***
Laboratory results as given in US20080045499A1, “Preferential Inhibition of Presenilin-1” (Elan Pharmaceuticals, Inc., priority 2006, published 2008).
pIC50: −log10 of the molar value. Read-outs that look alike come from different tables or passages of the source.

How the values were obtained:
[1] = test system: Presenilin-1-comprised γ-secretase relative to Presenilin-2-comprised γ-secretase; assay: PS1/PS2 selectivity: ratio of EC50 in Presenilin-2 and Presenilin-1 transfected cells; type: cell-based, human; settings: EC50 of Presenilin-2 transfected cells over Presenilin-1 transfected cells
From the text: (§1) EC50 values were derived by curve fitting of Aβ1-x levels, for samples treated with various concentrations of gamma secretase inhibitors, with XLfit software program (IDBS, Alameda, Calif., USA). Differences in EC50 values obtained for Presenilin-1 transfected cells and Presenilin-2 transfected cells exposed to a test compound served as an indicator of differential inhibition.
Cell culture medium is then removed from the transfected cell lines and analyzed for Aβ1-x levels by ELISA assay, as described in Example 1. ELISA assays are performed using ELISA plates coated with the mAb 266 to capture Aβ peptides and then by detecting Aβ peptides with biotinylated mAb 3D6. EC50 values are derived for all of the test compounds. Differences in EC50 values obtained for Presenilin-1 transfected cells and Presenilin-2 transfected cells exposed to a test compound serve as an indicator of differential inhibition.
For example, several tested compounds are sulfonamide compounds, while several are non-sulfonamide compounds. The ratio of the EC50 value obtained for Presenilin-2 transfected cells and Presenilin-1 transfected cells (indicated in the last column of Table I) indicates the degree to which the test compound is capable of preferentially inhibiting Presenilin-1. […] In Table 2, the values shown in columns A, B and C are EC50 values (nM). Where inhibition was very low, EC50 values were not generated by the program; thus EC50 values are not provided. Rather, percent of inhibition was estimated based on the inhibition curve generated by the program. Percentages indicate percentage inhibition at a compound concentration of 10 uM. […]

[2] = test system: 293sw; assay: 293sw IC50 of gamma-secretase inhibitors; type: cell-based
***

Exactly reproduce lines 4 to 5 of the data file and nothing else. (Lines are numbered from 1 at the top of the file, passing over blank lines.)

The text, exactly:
[1] = test system: Presenilin-1-comprised γ-secretase relative to Presenilin-2-comprised γ-secretase; assay: PS1/PS2 selectivity: ratio of EC50 in Presenilin-2 and Presenilin-1 transfected cells; type: cell-based, human; settings: EC50 of Presenilin-2 transfected cells over Presenilin-1 transfected cells
From the text: (§1) EC50 values were derived by curve fitting of Aβ1-x levels, for samples treated with various concentrations of gamma secretase inhibitors, with XLfit software program (IDBS, Alameda, Calif., USA). Differences in EC50 values obtained for Presenilin-1 transfected cells and Presenilin-2 transfected cells exposed to a test compound served as an indicator of differential inhibition.